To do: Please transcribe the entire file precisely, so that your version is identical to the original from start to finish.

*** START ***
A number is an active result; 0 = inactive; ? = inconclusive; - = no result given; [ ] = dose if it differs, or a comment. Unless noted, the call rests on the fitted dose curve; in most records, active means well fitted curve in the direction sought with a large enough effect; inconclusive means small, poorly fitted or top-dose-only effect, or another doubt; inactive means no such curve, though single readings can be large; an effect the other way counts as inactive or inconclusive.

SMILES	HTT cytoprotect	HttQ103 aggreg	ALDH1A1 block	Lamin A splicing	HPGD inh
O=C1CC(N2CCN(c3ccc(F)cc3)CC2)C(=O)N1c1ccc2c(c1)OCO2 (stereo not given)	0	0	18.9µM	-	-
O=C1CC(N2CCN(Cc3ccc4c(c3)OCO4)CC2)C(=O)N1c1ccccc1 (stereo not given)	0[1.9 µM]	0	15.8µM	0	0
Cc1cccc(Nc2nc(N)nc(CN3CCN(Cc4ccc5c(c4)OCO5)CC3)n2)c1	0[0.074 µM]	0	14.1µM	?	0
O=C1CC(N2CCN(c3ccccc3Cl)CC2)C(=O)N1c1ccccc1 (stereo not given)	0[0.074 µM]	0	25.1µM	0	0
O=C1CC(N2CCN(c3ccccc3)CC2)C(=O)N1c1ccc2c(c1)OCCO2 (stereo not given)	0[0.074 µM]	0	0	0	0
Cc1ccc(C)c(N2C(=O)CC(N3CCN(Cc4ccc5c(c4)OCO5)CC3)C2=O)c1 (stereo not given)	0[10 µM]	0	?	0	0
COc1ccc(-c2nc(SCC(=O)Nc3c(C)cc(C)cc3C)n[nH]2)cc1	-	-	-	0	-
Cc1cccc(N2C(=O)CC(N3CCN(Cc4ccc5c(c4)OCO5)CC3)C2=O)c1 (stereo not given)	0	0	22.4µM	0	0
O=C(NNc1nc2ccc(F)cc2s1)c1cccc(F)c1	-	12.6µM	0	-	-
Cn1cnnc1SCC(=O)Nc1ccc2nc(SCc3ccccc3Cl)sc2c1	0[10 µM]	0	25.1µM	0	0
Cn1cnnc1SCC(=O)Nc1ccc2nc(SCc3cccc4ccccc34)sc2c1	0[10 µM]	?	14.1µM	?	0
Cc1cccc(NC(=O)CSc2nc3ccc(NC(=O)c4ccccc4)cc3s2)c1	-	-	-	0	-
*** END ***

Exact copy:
A number is an active result; 0 = inactive; ? = inconclusive; - = no result given; [ ] = dose if it differs, or a comment. Unless noted, the call rests on the fitted dose curve; in most records, active means well fitted curve in the direction sought with a large enough effect; inconclusive means small, poorly fitted or top-dose-only effect, or another doubt; inactive means no such curve, though single readings can be large; an effect the other way counts as inactive or inconclusive.

SMILES	HTT cytoprotect	HttQ103 aggreg	ALDH1A1 block	Lamin A splicing	HPGD inh
O=C1CC(N2CCN(c3ccc(F)cc3)CC2)C(=O)N1c1ccc2c(c1)OCO2 (stereo not given)	0	0	18.9µM	-	-
O=C1CC(N2CCN(Cc3ccc4c(c3)OCO4)CC2)C(=O)N1c1ccccc1 (stereo not given)	0[1.9 µM]	0	15.8µM	0	0
Cc1cccc(Nc2nc(N)nc(CN3CCN(Cc4ccc5c(c4)OCO5)CC3)n2)c1	0[0.074 µM]	0	14.1µM	?	0
O=C1CC(N2CCN(c3ccccc3Cl)CC2)C(=O)N1c1ccccc1 (stereo not given)	0[0.074 µM]	0	25.1µM	0	0
O=C1CC(N2CCN(c3ccccc3)CC2)C(=O)N1c1ccc2c(c1)OCCO2 (stereo not given)	0[0.074 µM]	0	0	0	0
Cc1ccc(C)c(N2C(=O)CC(N3CCN(Cc4ccc5c(c4)OCO5)CC3)C2=O)c1 (stereo not given)	0[10 µM]	0	?	0	0
COc1ccc(-c2nc(SCC(=O)Nc3c(C)cc(C)cc3C)n[nH]2)cc1	-	-	-	0	-
Cc1cccc(N2C(=O)CC(N3CCN(Cc4ccc5c(c4)OCO5)CC3)C2=O)c1 (stereo not given)	0	0	22.4µM	0	0
O=C(NNc1nc2ccc(F)cc2s1)c1cccc(F)c1	-	12.6µM	0	-	-
Cn1cnnc1SCC(=O)Nc1ccc2nc(SCc3ccccc3Cl)sc2c1	0[10 µM]	0	25.1µM	0	0
Cn1cnnc1SCC(=O)Nc1ccc2nc(SCc3cccc4ccccc34)sc2c1	0[10 µM]	?	14.1µM	?	0
Cc1cccc(NC(=O)CSc2nc3ccc(NC(=O)c4ccccc4)cc3s2)c1	-	-	-	0	-